He is now the contemplative of the Vatican, the Pope continued, who spends his life praying for the Church and for the diocese of Rome, of which he is bishop emeritu: “Thank you, Benedict, dear father and brother. Thank you for your credible witness. Thank you for your gaze, constantly directed towards the horizon of God: thank you!"

Day of Prayer and Reflection for Lebanon

Pope Francis also recalled that the day after tomorrow, 1 July, a special day of prayer and reflection for Lebanon will take place in the Vatican.

“Together with the Heads of all the Churches present in the Land of the Cedars, we will let ourselves be inspired by the Word of the Scripture that says: The Lord has plans for peace.”

He reiterated his invitation to all to join spiritually in prayer so “that Lebanon may recover from the serious crisis it is going through and show the world once again its face of peace and hope.”

160 years of “L’Osservatore Romano”

In his post Angelus remarks, the Pope also mentioned that Thursday, 1 July, will mark the 160th anniversary of the first edition of L'Osservatore Romano, the Vatican’s daily newspaper.

“I call it the ‘party newspaper’, he said sending its staff his best wishes and thanks for their service. “Continue your work with fidelity and creativity,” he said.

Special Angelus Address for today's Solemnity


Pope Francis during the Angelus Pope Francis during the Angelus   (Vatican Media)

Pope at Angelus: Witnesses do not lose themselves in words, but rather bear fruit

Pope Francis highlights the witness of Saints Peter and Paul during the Angelus, noting that even though both saints were not always exemplary, they remind us that “God is not to be demonstrated, but shown; not announced with proclamations but shown by example.”

By Fr. Benedict Mayaki, SJ

During the Angelus on Tuesday, the Solemnity of Saints Peter and Paul, Pope Francis reflected on the Gospel of the day (Mt 16: 13 – 19) focusing his attention on the question that the Lord asks his disciples: “Who do you say that I am?” (Mt 16: 15).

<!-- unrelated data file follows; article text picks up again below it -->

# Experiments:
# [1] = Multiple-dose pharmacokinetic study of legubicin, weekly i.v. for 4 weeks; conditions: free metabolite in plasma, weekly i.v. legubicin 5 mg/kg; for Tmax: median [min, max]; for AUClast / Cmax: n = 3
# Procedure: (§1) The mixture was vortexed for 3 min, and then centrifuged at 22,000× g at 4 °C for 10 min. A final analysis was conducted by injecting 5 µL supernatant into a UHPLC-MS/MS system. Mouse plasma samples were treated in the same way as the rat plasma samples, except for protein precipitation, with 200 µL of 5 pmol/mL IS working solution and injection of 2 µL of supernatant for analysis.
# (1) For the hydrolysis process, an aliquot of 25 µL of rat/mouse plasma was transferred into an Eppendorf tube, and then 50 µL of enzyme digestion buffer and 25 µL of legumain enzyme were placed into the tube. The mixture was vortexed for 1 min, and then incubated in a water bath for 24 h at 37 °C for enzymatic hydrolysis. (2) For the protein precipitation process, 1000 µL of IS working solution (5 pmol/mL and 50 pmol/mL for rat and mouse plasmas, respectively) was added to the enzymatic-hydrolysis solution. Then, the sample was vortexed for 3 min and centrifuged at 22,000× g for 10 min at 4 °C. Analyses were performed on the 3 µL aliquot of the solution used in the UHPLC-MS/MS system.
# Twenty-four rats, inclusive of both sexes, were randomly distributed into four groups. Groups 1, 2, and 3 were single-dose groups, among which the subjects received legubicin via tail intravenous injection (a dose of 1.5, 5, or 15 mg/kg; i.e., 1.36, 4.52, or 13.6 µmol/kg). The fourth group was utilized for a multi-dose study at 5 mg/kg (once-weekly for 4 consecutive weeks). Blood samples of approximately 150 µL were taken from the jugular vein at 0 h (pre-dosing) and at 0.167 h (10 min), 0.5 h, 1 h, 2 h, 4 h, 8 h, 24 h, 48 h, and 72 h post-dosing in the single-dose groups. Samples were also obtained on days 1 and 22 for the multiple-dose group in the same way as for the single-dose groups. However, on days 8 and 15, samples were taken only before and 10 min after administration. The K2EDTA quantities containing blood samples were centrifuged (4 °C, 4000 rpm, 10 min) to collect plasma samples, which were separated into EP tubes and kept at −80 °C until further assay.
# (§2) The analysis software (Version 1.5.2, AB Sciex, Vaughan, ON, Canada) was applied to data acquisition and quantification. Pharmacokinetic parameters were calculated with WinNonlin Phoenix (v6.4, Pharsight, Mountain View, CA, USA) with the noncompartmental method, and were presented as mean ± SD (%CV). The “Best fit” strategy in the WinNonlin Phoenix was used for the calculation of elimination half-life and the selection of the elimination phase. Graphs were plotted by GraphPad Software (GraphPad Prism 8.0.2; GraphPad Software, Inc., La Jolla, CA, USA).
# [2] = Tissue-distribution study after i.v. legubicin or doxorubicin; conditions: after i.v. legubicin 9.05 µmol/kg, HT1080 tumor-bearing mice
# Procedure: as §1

Who do you say that I am?

Inviting the faithful to give the Lord an answer that comes from the heart today, Pope Francis underlined the importance of the question that Jesus repeats to us:

“Who am I to you, who have accepted faith but are still afraid to set sail on my Word? Who am I to you, who have been a Christian for such a long time but, worn out by habit, have lost your first love? Who am I to you, who are going through a difficult time and need to rouse yourself in order to begin again?”

Who do people say that I am?

Prior to this question, Pope Francis noted that Jesus asked the disciples another: “Who do people say that I am?”

This question was a test, noted the Pope, to find out opinions about Jesus and the fame He enjoyed, even though notoriety did not interest Jesus.

He highlighted that Jesus asked the question to “underline a difference” which is the fundamental difference of Christian life – the difference between those who stop at the first question and at opinions and talking about Jesus, and those who, instead, “talk to Jesus, bringing their life to Him, entering into a relationship with Him, making the decisive step.”

This, the Pope said, “is what interests the Lord: to be at the centre of our thoughts, to become the reference point of our affections; to be, in short, the love of our lives.”

The witness of Saints Peter and Paul

Turning his attention to Saints Peter and Paul, Pope Francis noted that they took that step and became witnesses - imitators not admirers, protagonists of the Gospel and not spectators - “they believed not in words but in deeds.”

In this regard, Peter did not speak about mission but he was a fisher of men. Paul, for his part, did not write learned books but letters about how he lived as he traveled and bore witness. Both men, the Pope explained, “spent their lives for the Lord and for their brothers.”

The Holy Father then held up the example of Sts. Peter and Paul to provoke us from stalling at the first question, giving views, opinions and saying beautiful words but never putting them into practice. He lamented that “it is sad to see that many speak, comment and debate, but few bear witness.”

“Witnesses do not lose themselves in words, but rather they bear fruit,” the Pope said. “They do not complain about others and the world, but they start with themselves. They remind us that God is not to be demonstrated, but shown; not announced with proclamations but shown by example.”

Witnesses are not always exemplary

Pope Francis went on to point out that an objection may arise from looking at the lives of Sts Peter and Paul because “they were witnesses but they were not always exemplary” – Peter denied Jesus and Paul persecuted Christians.

However, “they also bore witness to their failures,” the Pope noted, adding that St. Peter’s story comes out “naked and raw” in the Gospels, with all its miseries, and St. Paul recounted his mistakes and weaknesses in his letters.

This is where witness begins, with the “truth about himself, with the fight against his own duplicity and falsehood,” Pope Francis underlined, adding that “the Lord can do great things through us when we are not careful to defend our image, but are transparent with Him and with others.”

In conclusion, the Holy Father pointed out that the Lord, through his witnesses Peter and Paul, urges us to “take off our masks, to renounce half measures and the excuses that make us lukewarm and mediocre.” He prayed that Our Lady, Queen of the Apostles, may kindle in us the desire to bear witness to Jesus.